New Lionel Snowplow not running properly

Bought a new Lionel rotary snowplow 6-18498 off e-bay 12/05. I can barely get the engine to start running. I have tried both my new 80w
transformer, older 40w transformer, small old style track layout and new fast track. When I first got the engine, it would start but stutter as it ran with the 40W transformer (lights on rolling stock would flicker). Took engine shell off and looked for loose connections / wires. I had better success with running with the 80w but now after not running for a month can hardly get it to start running. I did verify transformer outputing 18 volts at maximum. This is my first experience with an engine not operating properly (and I am not very mechanically inclined). I have the maintenance kit on order which includes the grease and oil - time to maintain my other engines. Any chance my new engine problem is as simple as needing lubrication? Any other suggestions, I think I am out of luck with warranty since purchased on e-bay.
JCPZero
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First check the wheels and roller and clean them. If it sort of runs, it is usually dirt. Make sure your track is clean. (DO NOT USE STEEL WOOL). Isopropl alcohol or Goo Gone is fine. Use a scrubbing pad if there is a great amount of dirt on the tracks. Use a qtip on the wheels and roller.
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Fasttrack is only a couple months old, and engine was brand new when I received it. The maintenance set comes with track cleaner - I also have some goo gone already. Will give it a shot alone with oiling the wheels etc.
JCPZero
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snipped-for-privacy@yahoo.com wrote:

Do not oil the wheels!
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Charles Kimbrough spake thus:

Or in any case, don't oil the treads. You can oil the axles, though I doubt this is the problem.
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There's no info on Lionel's web site about your specific unit yet. But, except for replacing the old mechanical E-Units with an electronic one, they haven't changed much over the years. The web site does have some info an an earlier unit, 6-18446, with an electronic E-Unit that should be useful.
You can download the .pdf file containing an exploded diagram of this unit from the Customer Service area of Lionels web site. Click on the "Parts List & Pictorial Diagrams" link on this page, then enter 6-18446 as the search criteria. That should take you to the page where you can download the diagram. You can also use this number to get an owners manual from the "Owners Manuals" link on the Customer Service main page.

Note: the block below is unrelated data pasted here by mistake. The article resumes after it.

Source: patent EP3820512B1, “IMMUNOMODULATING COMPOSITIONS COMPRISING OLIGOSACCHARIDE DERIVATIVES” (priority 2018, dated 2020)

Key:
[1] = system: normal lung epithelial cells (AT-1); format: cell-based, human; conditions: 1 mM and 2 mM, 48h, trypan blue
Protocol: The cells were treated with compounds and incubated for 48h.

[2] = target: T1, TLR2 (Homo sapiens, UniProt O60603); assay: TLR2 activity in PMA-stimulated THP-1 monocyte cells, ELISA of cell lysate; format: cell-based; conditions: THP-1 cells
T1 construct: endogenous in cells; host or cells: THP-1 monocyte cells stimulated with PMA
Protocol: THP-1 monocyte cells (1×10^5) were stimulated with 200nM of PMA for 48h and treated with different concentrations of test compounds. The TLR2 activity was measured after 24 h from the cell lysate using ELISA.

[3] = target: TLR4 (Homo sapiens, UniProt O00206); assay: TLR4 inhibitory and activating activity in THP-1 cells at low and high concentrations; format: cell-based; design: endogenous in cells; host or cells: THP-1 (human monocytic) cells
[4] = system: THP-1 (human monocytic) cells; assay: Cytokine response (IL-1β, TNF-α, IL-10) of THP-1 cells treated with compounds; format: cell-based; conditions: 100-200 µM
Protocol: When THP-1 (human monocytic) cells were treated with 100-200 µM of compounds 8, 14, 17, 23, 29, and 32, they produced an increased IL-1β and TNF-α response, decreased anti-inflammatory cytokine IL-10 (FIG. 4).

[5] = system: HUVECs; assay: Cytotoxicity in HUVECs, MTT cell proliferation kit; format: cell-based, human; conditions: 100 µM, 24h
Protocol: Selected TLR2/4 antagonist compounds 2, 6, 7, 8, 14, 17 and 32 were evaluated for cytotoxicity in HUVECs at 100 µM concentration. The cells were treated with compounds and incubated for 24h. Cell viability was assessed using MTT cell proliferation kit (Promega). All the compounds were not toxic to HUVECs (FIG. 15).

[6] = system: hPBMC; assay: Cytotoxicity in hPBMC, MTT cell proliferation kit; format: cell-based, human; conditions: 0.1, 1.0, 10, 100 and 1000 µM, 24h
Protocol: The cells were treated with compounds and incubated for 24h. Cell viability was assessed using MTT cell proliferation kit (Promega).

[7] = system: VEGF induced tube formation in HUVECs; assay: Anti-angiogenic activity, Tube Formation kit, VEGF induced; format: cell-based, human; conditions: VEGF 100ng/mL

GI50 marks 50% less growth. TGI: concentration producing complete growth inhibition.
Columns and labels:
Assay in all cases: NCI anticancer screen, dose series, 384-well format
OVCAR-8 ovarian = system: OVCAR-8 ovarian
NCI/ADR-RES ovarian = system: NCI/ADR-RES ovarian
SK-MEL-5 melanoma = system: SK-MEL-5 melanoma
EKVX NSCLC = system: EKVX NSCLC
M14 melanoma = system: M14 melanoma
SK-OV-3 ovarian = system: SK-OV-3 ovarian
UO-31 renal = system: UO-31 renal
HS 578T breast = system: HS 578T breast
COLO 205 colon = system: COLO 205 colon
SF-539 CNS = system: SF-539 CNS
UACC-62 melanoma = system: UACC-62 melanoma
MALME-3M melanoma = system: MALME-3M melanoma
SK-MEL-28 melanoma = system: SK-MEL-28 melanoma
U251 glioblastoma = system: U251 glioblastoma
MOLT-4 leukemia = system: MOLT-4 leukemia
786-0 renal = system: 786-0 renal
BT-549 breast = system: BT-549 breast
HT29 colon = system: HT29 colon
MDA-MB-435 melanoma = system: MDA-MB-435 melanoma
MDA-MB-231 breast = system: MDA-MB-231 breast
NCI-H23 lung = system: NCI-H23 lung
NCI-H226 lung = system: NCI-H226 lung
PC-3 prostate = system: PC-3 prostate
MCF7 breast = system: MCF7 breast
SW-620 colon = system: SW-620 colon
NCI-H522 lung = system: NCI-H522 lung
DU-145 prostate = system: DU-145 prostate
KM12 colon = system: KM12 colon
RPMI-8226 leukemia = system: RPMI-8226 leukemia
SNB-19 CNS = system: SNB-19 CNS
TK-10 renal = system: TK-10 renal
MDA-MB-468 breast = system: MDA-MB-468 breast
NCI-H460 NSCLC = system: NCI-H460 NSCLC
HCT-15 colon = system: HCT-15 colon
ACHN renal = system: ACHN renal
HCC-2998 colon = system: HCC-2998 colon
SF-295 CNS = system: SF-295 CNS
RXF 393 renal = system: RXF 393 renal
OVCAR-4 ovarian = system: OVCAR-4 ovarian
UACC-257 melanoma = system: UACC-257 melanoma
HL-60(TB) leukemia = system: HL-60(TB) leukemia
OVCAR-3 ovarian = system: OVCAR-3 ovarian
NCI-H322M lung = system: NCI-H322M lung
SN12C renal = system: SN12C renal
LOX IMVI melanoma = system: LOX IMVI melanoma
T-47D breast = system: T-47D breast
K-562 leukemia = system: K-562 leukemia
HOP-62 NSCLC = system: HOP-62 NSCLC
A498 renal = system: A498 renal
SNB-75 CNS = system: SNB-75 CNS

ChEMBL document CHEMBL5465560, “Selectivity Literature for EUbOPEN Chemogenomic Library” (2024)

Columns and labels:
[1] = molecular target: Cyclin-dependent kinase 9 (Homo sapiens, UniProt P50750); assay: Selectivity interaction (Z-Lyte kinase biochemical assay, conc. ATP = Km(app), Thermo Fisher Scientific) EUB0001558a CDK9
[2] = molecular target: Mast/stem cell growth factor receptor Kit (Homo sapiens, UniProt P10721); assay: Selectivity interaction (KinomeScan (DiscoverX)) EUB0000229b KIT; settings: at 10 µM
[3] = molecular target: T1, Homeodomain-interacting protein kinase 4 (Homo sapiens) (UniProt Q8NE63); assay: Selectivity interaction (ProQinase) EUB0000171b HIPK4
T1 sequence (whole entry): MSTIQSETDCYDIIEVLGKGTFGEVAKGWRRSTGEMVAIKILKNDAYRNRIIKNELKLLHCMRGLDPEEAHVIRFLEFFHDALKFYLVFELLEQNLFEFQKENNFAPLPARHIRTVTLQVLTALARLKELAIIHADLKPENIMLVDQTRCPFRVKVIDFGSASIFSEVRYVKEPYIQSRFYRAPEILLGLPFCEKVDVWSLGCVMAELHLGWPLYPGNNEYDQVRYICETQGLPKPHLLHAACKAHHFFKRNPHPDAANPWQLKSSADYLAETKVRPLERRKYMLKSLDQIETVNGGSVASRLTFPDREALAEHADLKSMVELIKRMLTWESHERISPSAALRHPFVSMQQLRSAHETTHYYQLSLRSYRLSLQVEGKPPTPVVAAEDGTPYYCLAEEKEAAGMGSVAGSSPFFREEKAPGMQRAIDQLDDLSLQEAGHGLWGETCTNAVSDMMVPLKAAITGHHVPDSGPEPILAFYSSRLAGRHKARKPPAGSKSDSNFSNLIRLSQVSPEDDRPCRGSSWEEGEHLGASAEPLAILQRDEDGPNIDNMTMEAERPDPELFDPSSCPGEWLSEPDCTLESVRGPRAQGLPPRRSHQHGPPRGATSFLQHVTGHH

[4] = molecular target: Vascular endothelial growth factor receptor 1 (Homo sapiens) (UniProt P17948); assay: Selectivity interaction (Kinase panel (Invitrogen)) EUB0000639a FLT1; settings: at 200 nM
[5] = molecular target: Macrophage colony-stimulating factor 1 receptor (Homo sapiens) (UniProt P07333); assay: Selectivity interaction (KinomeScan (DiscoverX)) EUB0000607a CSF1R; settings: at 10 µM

Some, not all, mechanical possibilities, in no particular order:
1. Check that the impeller drive pulley on the extended armature shaft wasn't pushed too far down. If it is, it could be binding against the brush plate assembly.
2. Check that the worm gear end of the armature shaft is properly seated in the thrust bearing located in the hole in the chassis. If it's not, the armature windings can jam against the field coil.
3. Check that the worm wheel on the drive axle hasn't been pushed to one side of the axle. If it is, operation will be erratic. More so in one direction than the other.
4. With the drive belt off, check that nothing is binding in the impeller assembly.
Some, but not all, potential electrical possibilites:
1. The 104 electronic E-Unit (PN: 610-8446-256) got zapped at some point, and is flaking out.
2. One of the insulating washers (PN: 610-8049-076) used to mount the E-Unit motherboard is damaged, creating an intermittent or hard short.
3. The Collector Insulator (PN: 600-0041-026) is damaged, creating an intermittent or hard short between the collector assembly and the chassis.
4. The primary power feed wire, attached to the tab of the collector bracket that pokes up into the chassis, may be coming loose or have a cold solder joint.
5. One, or more, of the wires in the wire harnesses that plug into the motherboard may not be seated properly in the plug.
And never forget, there's nothing that says there can't be more than one problem at the same time!
Len
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Thanks for the tips! I had the shell off previously but did not know what I was looking for, so I'll try again.
Also to others thanks for the clarification of oiling the axels vs wheels. I did mean to say axels.
JCPZero
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There's a #671 "S-2 Turbine" that's nearly 60 years old running on a display layout in the Raleigh, NC area.
It runs 8 hours a day, 6 days a week, except for a 30 minute lube, and clean wheels & P/Us, break once a week (the shopping center courtyard is a pretty dusty enviroment). Oh, it also stops for fresh motor brushes twice a year.
Are these service breaks what you call not running?
Len
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